Having moved on from Earth Biofuels at the end of 2006, were were focused on two new startups. The first was a search and discovery learning technology designed specifically for healthy-green living, which is still in development. The second was Conserv Fuel, a green filling station in the heart of Brentwood, CA. It would become the first station in LA to sell both B99 biodiesel and E85 ethanol. Then-Senator Barack Obama used the station as a backdrop for a clean-energy campaign speech in 2007, and Men’s Vogue did a feature story on our efforts to develop Conserv Fuel into a franchise model for green filling stations nationwide. As the only source of E85 in LA, the station also enjoyed support from General Motors.
This was the period of the boom when GM and other auto manufacturers were pushing FlexFuel vehicles while urging us to Live Green and Go Yellow, a reference to E85 corn ethanol. In the fall of 2007, however, things started to unravel rather quickly for the biofuel industry. In truth, the industry had always been plagued by competing forces ranging from the economic and academic to the social and political.
The industry itself was competing for limited resources. There were only a few companies that could build biorefineries, so not only were they booked years in advance but they could charge whatever they wanted and renegotiate contracts as they saw fit. Since biofuels couldn’t be transported through traditional pipelines, they required rail cars and trucks. During the peak of the boom, no rail cars could be found. Most importantly, the primary biodiesel feedstock (soybean oil) was in short supply given the unprecedented demand. Producers couldn’t produce and those that could weren’t profitable. In the end, though, biofuels had trouble living up to the green hype.
In writing the business and marketing plans for Earth Biofuels, we relied on data from USDA studies and others that showed a positive energy balance for biodiesel of more than three to one (3:1). In other words, for every unit of petroleum energy you invested to bring biodiesel to market, you’d get more than three units of biodiesel energy in return. This contrasted with petroleum diesel and gasoline itself, which often yielded a net energy loss.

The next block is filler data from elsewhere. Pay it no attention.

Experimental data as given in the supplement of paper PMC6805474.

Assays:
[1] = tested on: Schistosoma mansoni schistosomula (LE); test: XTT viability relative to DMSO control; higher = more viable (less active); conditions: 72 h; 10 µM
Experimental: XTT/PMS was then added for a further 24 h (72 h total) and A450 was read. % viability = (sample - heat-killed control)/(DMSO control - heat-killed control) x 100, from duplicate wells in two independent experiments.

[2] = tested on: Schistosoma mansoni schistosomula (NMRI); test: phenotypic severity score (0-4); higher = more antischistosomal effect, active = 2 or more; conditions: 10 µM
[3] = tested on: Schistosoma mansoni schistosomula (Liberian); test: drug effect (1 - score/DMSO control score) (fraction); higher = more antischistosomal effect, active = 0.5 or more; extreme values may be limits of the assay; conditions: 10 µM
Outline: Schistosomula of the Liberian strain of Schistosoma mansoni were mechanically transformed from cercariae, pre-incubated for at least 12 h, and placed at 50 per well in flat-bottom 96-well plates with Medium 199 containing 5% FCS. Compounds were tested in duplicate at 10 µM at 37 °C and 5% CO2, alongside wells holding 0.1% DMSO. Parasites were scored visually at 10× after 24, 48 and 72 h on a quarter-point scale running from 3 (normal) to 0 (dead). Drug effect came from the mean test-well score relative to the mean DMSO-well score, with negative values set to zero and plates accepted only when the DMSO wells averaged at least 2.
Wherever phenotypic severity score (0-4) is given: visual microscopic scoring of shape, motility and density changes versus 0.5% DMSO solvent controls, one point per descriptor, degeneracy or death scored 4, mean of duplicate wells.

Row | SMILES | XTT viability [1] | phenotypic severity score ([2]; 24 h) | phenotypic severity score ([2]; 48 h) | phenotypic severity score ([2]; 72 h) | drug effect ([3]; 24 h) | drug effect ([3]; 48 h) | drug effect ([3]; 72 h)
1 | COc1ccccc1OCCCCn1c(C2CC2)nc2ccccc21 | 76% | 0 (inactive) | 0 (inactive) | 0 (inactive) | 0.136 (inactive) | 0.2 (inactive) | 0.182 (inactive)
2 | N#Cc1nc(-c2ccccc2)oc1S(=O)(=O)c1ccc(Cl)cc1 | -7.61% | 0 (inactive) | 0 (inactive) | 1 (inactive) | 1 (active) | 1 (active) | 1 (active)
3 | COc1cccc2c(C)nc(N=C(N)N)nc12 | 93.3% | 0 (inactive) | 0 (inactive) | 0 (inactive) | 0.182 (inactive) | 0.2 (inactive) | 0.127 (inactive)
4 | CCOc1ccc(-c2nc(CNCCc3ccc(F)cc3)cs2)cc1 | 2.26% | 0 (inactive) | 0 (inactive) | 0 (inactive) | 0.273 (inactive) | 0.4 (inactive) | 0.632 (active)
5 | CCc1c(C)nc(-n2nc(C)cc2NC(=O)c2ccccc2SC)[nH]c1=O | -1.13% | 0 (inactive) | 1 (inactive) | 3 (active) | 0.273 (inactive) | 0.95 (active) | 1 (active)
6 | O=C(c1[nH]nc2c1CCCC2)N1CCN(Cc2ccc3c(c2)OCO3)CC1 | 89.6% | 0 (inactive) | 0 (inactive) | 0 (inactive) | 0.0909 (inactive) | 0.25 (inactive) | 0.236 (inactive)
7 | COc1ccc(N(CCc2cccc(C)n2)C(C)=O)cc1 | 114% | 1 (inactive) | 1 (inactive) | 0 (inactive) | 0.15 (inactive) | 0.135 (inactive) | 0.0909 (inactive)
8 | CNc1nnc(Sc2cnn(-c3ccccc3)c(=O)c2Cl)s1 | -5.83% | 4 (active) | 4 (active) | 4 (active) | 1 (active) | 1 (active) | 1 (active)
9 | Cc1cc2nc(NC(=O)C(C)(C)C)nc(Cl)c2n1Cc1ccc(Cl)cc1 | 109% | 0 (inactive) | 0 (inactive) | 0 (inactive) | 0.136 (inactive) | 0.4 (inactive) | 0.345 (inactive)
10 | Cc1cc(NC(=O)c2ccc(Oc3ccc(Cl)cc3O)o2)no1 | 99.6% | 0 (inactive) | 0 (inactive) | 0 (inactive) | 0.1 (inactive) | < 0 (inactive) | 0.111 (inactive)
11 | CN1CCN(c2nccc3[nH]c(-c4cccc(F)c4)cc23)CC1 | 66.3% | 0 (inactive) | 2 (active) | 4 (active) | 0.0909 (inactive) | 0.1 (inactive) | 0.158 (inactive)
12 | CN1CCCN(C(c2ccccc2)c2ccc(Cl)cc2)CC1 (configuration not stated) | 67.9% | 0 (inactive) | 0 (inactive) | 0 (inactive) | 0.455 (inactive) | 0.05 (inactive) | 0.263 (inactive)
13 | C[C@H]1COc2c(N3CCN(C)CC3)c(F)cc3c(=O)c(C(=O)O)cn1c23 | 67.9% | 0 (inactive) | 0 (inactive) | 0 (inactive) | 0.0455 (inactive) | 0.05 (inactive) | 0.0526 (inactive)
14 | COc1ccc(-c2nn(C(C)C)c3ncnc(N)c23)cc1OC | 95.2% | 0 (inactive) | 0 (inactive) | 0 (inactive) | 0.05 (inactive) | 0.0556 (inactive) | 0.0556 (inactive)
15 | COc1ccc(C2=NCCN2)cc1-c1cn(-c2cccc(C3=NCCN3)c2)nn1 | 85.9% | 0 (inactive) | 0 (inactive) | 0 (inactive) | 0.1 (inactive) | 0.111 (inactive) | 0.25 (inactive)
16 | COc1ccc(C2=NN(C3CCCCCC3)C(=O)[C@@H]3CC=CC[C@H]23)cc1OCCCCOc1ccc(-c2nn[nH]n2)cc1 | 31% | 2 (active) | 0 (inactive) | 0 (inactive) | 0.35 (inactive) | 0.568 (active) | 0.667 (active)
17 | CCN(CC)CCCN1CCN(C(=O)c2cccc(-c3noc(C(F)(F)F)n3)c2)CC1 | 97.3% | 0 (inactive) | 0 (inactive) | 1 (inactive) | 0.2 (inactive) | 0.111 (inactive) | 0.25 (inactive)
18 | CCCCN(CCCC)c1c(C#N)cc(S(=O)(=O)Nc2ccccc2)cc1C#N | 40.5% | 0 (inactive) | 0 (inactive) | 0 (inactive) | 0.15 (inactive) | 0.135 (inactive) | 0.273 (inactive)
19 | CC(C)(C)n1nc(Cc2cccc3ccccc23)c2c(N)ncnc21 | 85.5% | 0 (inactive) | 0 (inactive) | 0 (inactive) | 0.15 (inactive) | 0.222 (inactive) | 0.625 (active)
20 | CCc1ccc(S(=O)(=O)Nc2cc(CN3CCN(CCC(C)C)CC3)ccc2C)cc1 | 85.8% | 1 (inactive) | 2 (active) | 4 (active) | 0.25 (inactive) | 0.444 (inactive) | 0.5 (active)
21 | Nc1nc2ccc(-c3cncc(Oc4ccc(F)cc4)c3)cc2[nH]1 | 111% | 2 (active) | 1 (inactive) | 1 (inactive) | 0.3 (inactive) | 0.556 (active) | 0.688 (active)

In terms of the food issues, we were skeptical of the charge that biofuels were responsible for boosting food prices because there were much more powerful forces at work, namely rising energy prices across the board and unprecedented demand from developing nations. Neverthless, as the biofuel boom waned, the industry steadily lost support from one of its key constituencies: environmentalists.
The use of genetically modified soy never sat well with this group (for good reason), and the whole energy balance question had never sufficiently been addressed. The increased use of imported palm oil as a feedstock, which necessitated the clearing and destruction of rainforests, started turning the tide in 2007. The Sustainable Biodiesel Alliance emerged to address some of these concerns, but the biofuel industry had already passed the point of no return.
One of the defining moments of the biofuel bust—the beginning of the end—was an article published on February 8th, 2008, in the New York Times entitled Biofuels Deemed a Greenhouse Threat:
Almost all biofuels used today cause more greenhouse gas emissions than conventional fuels if the full emissions costs of producing these “green” fuels are taken into account, two studies being published Thursday have concluded.
This was a huge blow to the industry’s green credibility and its viability as a truely renewable fuel. We remember feeling grateful that we didn’t have to deal with this blowback. We can only assume that everyone involved in the biofuel industry was in full crisis mode. To use a war analogy, this article was the Tet Offensive of the anti-biofuel shift.
Later that year, VeraSun and several others filed for bankruptcy. Pacific Ethanol‘s Chapter 11 followed in May of 2009 and a month later the California State Water Resource Control Board made it illegal to store high biodiesel blends (above 5%) in underground tanks. This effectively put Conserv Fuel out of the retail biodiesel business.
Alas, the industry’s coup de grâce arrived on New Year’s Eve 2009, at the dawn of this new decade, when Congress blithely allowed the $1/gallon biodiesel tax credit to expire. This was the industry’s lifeblood. The credit gave producing and selling biodiesel a fighting chance at profitability. Without it, there is no biodiesel industry. And if you’ve read this far, it’s clear how this could make for an interesting book on the great biofuel boom and bust of the last decade.
Now that we’re into a new decade, it’s possible that the biofuel industry will reinvent itself just as the Internet did in the previous decade with Web 2.0 and social media. We’re ready for Biofuels 2.0. Are you?